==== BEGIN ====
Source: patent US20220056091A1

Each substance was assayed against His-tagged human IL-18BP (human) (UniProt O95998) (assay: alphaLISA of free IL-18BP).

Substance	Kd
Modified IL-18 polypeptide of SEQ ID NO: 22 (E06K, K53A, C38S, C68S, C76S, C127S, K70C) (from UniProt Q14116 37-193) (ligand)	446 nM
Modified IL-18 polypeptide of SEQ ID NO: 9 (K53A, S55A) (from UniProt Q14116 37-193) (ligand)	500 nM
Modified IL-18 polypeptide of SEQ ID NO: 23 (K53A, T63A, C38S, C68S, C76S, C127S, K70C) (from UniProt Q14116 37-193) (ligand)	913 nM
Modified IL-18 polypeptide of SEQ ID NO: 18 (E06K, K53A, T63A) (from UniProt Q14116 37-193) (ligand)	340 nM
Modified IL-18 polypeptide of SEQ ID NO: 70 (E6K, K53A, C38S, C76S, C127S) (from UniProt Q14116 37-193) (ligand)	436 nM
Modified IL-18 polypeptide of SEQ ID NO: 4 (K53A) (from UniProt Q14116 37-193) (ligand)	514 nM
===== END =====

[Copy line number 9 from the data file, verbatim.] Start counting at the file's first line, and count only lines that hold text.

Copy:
Modified IL-18 polypeptide of SEQ ID NO: 4 (K53A) (from UniProt Q14116 37-193) (ligand)	514 nM